There's an ongoing discussion on the ARRL NPOTA page on Facebook. It appears that a newbie Ham activated a Historic Site and posted a picture about it on Facebook. The problem is, that from the picture posted, it's apparent that the operation took place in front of the site, on a street instead of on the actual property of the Historic Site. As a result, his activation was disqualified.
In NPOTA rules, that's a no-no, unless you get dispensation from the ARRL after explaining mitigating circumstances. In the case of an Historic Site, an NPOTA activation has to take place on the actual site, its parking lot or driveway - not on the public street in front of it, as that space in NOT administered to by the National Park Service.
Instead of dealing with the mistake and the ensuing disappointment, the newbie Ham resorted to what only can be politely described as a ...... umm, err ............ lengthy bout of whining. He was whining about why he thought the rule was faulty, in his case, and then he started whining about the rules in general and about Sean Kutzko, the NPOTA Administrator, in particular. He also whined about the lack of a prompt response and how he perceived that others in the group were "disrespecting him."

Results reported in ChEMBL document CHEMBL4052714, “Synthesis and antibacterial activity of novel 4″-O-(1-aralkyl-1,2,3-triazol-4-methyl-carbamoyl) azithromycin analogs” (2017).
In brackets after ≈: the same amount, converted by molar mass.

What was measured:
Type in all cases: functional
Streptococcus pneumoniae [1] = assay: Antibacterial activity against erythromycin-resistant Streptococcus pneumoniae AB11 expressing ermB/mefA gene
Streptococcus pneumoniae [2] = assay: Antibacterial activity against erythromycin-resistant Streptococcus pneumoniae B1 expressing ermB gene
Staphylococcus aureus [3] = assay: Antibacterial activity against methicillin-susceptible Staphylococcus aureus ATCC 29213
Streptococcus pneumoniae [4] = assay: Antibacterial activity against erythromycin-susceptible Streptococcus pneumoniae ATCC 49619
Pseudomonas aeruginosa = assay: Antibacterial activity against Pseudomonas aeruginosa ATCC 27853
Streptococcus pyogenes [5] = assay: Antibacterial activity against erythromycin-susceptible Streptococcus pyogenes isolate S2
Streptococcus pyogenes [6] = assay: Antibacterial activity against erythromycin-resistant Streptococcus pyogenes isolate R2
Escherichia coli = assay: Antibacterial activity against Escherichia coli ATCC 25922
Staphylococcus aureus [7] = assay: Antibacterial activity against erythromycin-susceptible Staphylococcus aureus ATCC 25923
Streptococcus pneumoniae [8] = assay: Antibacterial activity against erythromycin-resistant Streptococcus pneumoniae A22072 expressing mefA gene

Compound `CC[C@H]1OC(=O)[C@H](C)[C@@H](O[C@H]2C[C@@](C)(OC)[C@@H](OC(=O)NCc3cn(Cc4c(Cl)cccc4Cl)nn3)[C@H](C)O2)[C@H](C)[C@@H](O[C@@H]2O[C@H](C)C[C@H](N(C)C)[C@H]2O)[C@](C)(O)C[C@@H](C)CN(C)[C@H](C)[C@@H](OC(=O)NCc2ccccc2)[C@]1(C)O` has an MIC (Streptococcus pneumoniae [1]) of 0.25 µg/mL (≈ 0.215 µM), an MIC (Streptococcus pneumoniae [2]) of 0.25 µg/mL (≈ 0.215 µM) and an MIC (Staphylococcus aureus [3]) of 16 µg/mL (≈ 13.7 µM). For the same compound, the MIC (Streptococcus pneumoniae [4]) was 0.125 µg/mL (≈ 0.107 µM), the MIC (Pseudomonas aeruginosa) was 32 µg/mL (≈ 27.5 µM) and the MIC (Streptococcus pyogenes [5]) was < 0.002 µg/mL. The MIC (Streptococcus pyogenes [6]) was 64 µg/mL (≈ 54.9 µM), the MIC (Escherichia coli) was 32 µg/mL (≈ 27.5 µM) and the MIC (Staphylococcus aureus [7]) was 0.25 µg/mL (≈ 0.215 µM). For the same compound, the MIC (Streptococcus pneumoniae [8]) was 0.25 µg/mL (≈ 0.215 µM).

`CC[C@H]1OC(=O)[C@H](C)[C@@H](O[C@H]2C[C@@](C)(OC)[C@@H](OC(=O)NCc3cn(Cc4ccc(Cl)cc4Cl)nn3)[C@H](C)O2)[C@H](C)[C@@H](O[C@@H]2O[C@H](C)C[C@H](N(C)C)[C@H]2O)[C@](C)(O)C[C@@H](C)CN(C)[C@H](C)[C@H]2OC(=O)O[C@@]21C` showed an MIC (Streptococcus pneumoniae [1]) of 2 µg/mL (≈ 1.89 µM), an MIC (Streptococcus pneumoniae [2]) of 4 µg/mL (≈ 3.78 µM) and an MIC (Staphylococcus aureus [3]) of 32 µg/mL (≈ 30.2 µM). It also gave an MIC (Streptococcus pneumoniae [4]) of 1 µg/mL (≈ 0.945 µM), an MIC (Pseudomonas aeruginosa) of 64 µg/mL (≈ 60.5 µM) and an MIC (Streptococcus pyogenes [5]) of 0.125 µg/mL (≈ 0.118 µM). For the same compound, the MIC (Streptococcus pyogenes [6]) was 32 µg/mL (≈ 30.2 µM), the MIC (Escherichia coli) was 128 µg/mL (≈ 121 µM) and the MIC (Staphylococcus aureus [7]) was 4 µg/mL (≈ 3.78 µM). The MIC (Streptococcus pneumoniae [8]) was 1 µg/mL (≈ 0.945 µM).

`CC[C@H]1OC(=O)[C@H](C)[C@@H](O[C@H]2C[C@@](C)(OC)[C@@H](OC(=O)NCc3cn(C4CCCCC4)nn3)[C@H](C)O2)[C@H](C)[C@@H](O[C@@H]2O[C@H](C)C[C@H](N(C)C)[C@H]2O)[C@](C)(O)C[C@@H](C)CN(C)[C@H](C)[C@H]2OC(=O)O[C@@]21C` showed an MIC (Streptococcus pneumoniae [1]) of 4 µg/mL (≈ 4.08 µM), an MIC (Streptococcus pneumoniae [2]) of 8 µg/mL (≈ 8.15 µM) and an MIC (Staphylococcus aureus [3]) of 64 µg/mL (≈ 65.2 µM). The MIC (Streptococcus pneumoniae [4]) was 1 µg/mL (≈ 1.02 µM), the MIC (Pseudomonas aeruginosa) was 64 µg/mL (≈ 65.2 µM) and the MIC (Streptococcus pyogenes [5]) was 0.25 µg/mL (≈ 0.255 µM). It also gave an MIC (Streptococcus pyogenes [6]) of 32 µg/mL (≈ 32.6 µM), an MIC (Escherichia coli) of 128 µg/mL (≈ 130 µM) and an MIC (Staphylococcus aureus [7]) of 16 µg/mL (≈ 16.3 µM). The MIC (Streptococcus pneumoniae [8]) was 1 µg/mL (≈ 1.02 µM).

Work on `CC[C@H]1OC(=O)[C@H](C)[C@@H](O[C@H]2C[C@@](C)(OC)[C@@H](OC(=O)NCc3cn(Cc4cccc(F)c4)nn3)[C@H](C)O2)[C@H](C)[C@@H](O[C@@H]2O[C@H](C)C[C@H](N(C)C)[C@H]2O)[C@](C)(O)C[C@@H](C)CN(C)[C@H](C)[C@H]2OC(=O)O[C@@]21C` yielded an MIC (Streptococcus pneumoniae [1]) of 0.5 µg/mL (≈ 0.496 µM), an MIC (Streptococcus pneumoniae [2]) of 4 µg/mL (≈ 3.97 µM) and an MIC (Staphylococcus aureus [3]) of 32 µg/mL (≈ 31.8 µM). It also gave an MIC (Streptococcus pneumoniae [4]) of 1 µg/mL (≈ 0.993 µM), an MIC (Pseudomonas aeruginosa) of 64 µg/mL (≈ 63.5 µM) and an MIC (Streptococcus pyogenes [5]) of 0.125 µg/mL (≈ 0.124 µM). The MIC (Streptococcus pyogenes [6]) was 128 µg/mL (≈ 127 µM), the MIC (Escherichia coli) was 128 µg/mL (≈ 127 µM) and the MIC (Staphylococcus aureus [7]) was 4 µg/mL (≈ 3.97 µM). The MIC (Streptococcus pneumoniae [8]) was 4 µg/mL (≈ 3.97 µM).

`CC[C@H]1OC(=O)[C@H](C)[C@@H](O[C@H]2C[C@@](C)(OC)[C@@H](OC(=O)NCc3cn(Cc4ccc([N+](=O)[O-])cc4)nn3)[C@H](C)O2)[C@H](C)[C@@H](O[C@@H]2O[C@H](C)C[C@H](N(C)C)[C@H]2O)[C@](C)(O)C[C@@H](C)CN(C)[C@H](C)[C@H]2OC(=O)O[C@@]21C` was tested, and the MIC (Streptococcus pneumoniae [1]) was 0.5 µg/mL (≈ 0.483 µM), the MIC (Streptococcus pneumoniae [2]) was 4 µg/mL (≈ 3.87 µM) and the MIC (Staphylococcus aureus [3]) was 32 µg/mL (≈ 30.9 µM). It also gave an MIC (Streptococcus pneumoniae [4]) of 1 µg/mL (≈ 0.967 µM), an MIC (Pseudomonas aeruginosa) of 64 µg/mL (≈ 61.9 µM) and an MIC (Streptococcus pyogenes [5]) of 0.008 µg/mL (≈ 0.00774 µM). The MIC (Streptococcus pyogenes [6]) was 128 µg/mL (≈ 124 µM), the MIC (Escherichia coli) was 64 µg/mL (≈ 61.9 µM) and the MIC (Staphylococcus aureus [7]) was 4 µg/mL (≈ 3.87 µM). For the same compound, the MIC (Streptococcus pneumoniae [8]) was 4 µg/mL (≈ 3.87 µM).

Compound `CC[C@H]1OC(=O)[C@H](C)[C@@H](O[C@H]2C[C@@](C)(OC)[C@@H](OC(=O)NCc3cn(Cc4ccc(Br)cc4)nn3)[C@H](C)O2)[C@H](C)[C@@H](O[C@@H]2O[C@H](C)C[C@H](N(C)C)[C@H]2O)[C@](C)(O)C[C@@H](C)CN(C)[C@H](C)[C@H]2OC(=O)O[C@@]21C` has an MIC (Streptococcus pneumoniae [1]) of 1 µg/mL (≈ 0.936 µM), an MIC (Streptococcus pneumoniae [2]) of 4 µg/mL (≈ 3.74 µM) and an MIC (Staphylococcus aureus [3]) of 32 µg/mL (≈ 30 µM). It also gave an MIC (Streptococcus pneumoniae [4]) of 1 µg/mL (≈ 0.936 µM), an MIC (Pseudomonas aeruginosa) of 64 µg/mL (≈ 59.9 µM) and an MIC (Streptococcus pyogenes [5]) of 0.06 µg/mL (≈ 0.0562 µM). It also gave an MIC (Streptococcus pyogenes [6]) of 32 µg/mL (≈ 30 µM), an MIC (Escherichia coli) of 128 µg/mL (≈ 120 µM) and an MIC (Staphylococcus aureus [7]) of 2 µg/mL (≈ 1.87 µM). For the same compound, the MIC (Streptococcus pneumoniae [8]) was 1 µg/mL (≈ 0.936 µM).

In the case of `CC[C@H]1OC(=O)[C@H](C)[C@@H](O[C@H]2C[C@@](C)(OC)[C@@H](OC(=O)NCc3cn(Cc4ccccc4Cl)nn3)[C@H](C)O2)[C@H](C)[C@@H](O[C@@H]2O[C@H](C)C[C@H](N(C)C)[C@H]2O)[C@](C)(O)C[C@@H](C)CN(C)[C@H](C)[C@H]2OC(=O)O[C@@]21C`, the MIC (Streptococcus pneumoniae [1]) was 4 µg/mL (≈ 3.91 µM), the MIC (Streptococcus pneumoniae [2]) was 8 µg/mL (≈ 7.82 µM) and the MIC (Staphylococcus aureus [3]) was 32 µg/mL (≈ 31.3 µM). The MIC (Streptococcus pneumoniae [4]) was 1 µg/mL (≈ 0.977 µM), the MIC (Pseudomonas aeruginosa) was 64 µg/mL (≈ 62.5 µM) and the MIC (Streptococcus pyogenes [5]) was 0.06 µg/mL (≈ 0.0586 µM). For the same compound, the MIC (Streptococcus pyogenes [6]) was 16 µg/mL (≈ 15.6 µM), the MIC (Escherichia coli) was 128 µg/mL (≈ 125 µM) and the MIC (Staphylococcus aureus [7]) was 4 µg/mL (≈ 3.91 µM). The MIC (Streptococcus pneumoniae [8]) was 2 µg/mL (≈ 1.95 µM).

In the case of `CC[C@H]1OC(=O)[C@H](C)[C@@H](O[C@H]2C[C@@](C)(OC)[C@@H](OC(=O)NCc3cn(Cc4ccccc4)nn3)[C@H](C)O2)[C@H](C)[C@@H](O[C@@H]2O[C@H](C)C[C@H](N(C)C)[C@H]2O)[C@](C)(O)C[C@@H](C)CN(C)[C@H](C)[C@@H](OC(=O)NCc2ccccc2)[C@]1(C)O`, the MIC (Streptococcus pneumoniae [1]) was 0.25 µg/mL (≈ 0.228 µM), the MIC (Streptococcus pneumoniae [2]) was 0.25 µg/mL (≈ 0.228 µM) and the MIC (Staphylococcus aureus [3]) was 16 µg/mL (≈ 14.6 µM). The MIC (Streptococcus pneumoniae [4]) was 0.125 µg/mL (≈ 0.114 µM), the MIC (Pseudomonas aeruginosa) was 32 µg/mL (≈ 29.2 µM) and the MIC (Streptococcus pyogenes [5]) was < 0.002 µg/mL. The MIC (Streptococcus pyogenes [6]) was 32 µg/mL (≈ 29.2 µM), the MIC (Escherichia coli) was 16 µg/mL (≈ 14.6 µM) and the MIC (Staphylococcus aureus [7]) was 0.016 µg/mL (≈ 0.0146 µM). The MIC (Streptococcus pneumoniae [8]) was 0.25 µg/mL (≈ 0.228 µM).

I try to stay away from such threads as they quickly become emotional quicksand. The guy is disappointed and seems to be hurt by what he believes to be a lack of support from the Ham Community in general. But I had to reply. Basically this is what I said ......
"(Name withheld), yes, you're right, we all started from nowhere. And we've all made our share of mistakes. You can choose to learn from it, carry on and have the satisfaction of having gained some experience, or you can choose to stew about it. Not trying to be snarky or disrespectful, but each and every one of us has been down that road. Just remember that nothing worthwhile comes easy ..... and as a wise old boss of mine once said, "Respect is earned and not granted."
I've noticed that some of the younger generation can't seem to refrain from using the "vulgar vernacular" of the streets in their posts. There's no need for street language or "cussing" in a discussion with people who are other than your immediate circle of friends. IMHO, using that type of language is not conducive to earning the respect you are so desperately seeking.
And then the matter of making the mistake. So what? We've all made them. Some way more serious and costly than this. All he lost was time, basically. Some (many) of us have made mistakes that have cost money, like blowing up power supplies, or frying finals, for example. But even there, you have the choice on how you want to handle it. You can learn from your mistake and move on, or you can throw yourself a pity party (to be blunt).
It's smarter to move on and learn. If he's like most of us, he won't make the same mistake again.
72 de Larry W2LJ
QRP - When you care to send the very least!